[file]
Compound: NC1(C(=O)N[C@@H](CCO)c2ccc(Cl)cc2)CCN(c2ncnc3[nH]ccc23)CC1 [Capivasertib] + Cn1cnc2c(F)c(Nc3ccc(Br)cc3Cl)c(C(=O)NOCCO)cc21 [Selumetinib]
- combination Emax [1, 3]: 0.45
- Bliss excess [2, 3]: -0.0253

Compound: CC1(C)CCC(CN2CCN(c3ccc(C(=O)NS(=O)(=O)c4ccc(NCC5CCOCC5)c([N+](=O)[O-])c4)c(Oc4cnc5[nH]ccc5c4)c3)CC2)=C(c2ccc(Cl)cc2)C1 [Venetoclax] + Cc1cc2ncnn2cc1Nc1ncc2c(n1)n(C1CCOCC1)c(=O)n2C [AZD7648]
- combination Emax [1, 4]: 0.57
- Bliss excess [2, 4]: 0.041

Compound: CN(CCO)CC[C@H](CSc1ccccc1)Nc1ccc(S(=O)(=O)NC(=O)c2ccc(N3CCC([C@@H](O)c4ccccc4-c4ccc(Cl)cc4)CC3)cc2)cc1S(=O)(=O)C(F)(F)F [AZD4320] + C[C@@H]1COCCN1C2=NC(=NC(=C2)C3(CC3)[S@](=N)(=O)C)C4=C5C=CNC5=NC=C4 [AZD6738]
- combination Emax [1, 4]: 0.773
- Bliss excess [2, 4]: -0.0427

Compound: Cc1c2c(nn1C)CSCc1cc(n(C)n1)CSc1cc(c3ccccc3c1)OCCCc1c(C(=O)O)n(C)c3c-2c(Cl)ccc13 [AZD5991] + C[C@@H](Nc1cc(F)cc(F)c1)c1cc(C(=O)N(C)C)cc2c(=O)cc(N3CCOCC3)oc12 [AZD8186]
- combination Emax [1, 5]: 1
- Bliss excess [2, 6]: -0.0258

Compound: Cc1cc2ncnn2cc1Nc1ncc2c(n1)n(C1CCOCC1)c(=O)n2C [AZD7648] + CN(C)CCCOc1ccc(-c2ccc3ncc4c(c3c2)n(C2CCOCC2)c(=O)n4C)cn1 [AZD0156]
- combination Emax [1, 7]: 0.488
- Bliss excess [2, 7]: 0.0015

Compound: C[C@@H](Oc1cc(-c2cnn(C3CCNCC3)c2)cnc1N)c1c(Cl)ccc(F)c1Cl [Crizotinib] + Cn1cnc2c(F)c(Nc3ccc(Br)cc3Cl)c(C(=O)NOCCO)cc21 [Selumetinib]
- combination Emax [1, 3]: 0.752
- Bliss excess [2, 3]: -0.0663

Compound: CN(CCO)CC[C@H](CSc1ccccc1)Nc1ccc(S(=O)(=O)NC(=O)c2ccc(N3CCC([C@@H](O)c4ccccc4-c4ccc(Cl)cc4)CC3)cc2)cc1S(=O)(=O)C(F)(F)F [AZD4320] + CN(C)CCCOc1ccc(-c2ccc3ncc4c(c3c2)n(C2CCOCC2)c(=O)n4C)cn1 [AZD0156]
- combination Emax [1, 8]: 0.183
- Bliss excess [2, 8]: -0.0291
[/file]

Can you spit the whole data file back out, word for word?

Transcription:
Compound: NC1(C(=O)N[C@@H](CCO)c2ccc(Cl)cc2)CCN(c2ncnc3[nH]ccc23)CC1 [Capivasertib] + Cn1cnc2c(F)c(Nc3ccc(Br)cc3Cl)c(C(=O)NOCCO)cc21 [Selumetinib]
- combination Emax [1, 3]: 0.45
- Bliss excess [2, 3]: -0.0253

Compound: CC1(C)CCC(CN2CCN(c3ccc(C(=O)NS(=O)(=O)c4ccc(NCC5CCOCC5)c([N+](=O)[O-])c4)c(Oc4cnc5[nH]ccc5c4)c3)CC2)=C(c2ccc(Cl)cc2)C1 [Venetoclax] + Cc1cc2ncnn2cc1Nc1ncc2c(n1)n(C1CCOCC1)c(=O)n2C [AZD7648]
- combination Emax [1, 4]: 0.57
- Bliss excess [2, 4]: 0.041

Compound: CN(CCO)CC[C@H](CSc1ccccc1)Nc1ccc(S(=O)(=O)NC(=O)c2ccc(N3CCC([C@@H](O)c4ccccc4-c4ccc(Cl)cc4)CC3)cc2)cc1S(=O)(=O)C(F)(F)F [AZD4320] + C[C@@H]1COCCN1C2=NC(=NC(=C2)C3(CC3)[S@](=N)(=O)C)C4=C5C=CNC5=NC=C4 [AZD6738]
- combination Emax [1, 4]: 0.773
- Bliss excess [2, 4]: -0.0427

Compound: Cc1c2c(nn1C)CSCc1cc(n(C)n1)CSc1cc(c3ccccc3c1)OCCCc1c(C(=O)O)n(C)c3c-2c(Cl)ccc13 [AZD5991] + C[C@@H](Nc1cc(F)cc(F)c1)c1cc(C(=O)N(C)C)cc2c(=O)cc(N3CCOCC3)oc12 [AZD8186]
- combination Emax [1, 5]: 1
- Bliss excess [2, 6]: -0.0258

Compound: Cc1cc2ncnn2cc1Nc1ncc2c(n1)n(C1CCOCC1)c(=O)n2C [AZD7648] + CN(C)CCCOc1ccc(-c2ccc3ncc4c(c3c2)n(C2CCOCC2)c(=O)n4C)cn1 [AZD0156]
- combination Emax [1, 7]: 0.488
- Bliss excess [2, 7]: 0.0015

Compound: C[C@@H](Oc1cc(-c2cnn(C3CCNCC3)c2)cnc1N)c1c(Cl)ccc(F)c1Cl [Crizotinib] + Cn1cnc2c(F)c(Nc3ccc(Br)cc3Cl)c(C(=O)NOCCO)cc21 [Selumetinib]
- combination Emax [1, 3]: 0.752
- Bliss excess [2, 3]: -0.0663

Compound: CN(CCO)CC[C@H](CSc1ccccc1)Nc1ccc(S(=O)(=O)NC(=O)c2ccc(N3CCC([C@@H](O)c4ccccc4-c4ccc(Cl)cc4)CC3)cc2)cc1S(=O)(=O)C(F)(F)F [AZD4320] + CN(C)CCCOc1ccc(-c2ccc3ncc4c(c3c2)n(C2CCOCC2)c(=O)n4C)cn1 [AZD0156]
- combination Emax [1, 8]: 0.183
- Bliss excess [2, 8]: -0.0291